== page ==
How is the book War and Peace

"War and Peace": Tolstoy's chronicle of the epochs

Status: 10/20/2019 12:06 p.m. | archive

In the knowledge series "Great Novels of World Literature"let's stroll through the story of the novel from its beginnings to the present. This episode is all about Lev Tolstoy's "War and Peace".

Leo Tolstoy shows Russian life at the time of the Napoleonic wars from the highest aristocratic circles to the serf peasants.

Like no other writer in Russia and the whole of world literature, Leo Tolstoy embodies abundance, breadth, philosophical wealth, elementary strength and, last but not least, artistic perfection. Virginia Woolf once called him "the greatest of all novelists" and for Somerset Maugham "War and Peace" was "the greatest of all novels".

Tolstoy's novel is set in the time of Napoleon

"War and Peace" was published in 1869 and takes place in a period of upheaval for all of Europe, the time of the Napoleonic Wars. It is as much a chronicle of epochs as it is a panorama of Russian life. The entire society of that time passes the reader by, from the highest court, aristocratic and military circles to the serf peasants and simple soldiers. The novel is set in Petersburg salons, Moscow princely houses and shows the country life of noble families in the Russian provinces.

At the same time, the battles of Austerlitz and Borodino, the fire in Moscow and the fleeing retreat of the French are also discussed. Tolstoy describes the camp life of the soldiers, the hardships of the long marches, the agony of the prisoners of war and the indiscriminate execution of alleged arsonists - the whole immeasurable variety of scenes, events and episodes is unfolded and linked in broad descriptions on two thousand pages.

Lev Tolstoy has done extensive research

Tolstoy spent many months studying the documents. He obtained the works of historians, studied files and manuscripts, memoirs and diaries. And he toured the battlefield of Borodino and spent two days inspecting the hilly terrain on which in 1812 the most costly battle of the war had taken place. The great historical duel, which Tolstoy saw personified in Napoleon and the Russian commander-in-chief Kutuzov, moved more and more into focus. Napoleon is consistently viewed with irony, reduced to a human level, as an actor who likes his role, even as a machine that has strayed far from the human.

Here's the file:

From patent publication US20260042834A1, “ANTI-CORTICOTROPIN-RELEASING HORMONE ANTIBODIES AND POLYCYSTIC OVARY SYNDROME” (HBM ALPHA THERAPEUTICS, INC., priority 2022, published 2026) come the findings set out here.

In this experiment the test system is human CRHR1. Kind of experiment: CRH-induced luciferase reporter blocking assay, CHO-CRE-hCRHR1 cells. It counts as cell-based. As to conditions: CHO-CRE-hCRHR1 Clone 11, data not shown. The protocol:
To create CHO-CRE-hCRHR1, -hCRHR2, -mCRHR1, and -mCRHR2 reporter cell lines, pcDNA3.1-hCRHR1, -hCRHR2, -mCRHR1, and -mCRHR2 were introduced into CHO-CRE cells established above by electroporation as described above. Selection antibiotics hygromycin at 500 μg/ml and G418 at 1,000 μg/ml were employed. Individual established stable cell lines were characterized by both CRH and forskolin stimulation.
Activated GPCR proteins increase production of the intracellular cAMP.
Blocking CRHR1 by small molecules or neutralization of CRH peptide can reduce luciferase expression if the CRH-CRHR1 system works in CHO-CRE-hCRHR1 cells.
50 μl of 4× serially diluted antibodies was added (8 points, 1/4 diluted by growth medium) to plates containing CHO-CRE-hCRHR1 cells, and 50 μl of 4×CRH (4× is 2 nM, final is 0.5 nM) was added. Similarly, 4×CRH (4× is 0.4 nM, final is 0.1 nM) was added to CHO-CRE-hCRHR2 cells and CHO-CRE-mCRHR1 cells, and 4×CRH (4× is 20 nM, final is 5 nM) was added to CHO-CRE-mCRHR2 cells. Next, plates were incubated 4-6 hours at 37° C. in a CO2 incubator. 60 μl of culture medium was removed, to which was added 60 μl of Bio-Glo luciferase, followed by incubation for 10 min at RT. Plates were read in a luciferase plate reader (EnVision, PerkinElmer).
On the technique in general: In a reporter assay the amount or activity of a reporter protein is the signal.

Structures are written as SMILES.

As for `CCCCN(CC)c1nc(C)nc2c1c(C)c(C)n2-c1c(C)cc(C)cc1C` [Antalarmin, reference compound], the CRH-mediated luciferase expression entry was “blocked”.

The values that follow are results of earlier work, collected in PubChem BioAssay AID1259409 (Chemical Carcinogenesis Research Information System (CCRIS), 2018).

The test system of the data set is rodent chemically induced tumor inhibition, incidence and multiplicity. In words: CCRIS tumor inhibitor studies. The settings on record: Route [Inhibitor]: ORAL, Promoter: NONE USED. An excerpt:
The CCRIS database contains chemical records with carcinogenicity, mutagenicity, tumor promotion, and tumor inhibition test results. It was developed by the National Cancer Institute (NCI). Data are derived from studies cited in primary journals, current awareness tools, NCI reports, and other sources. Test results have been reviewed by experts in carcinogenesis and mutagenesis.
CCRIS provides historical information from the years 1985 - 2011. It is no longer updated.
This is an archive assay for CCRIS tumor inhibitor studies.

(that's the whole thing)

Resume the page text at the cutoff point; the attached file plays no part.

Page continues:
"War and Peace": historical and at the same time immediate

"War and Peace" is commonly considered a historical novel, but for today's reader the impression of the historical vanishes thanks to the force and immediacy with which Tolstoy brings a bygone era to literary life, thanks to his unerring sense of time and thanks to the fact that his Clock, as Vladimir Nabokov wrote, ticks with the same rhythm as the clocks of his readers. People shy away from applying the meaningless formula "realism" to their powerful portrayal of reality. Almost without comparison in his descriptions of nature, in his portrayal of social life with its stifling conventions close to the great French, Tolstoy uses his protagonists to describe a way inwards, quite comparable to the heroes of the German educational novel. They develop, deepen, are in search of the goal of existence and the meaning of life.

This is especially true for Pierre Visitow, who in this novel is most likely to play the role of the protagonist without an actual main character; in any case, Tolstoy put his own search for meaning on his shoulders the most. As he staggers through the novel, always in the right place at the right time, he reminds in some ways of the fellow in the fairy tale who sets out to learn to be afraid. He's got huge fortunes that he doesn't care about, he experiences many adventures and trials, gets lost on some wrong paths, and in the end he wins the princess in the form of the beautiful Natascha Rostova. The sufferings of war, the experience of the executions and the long march of the prisoners are his deepest experiences, from which he emerges purified. Pierre learns that man's unhappiness comes from abundance and that happiness lies within himself. In such passages you can already see the outline of a preacher behind the greatest of all novelists. Tolstoy himself gave the most succinct description of his work when he said: "... without false modesty - that is something like the Iliad."

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NDR culture | NDR culture knowledge | 10/18/2016 | 9:20 a.m.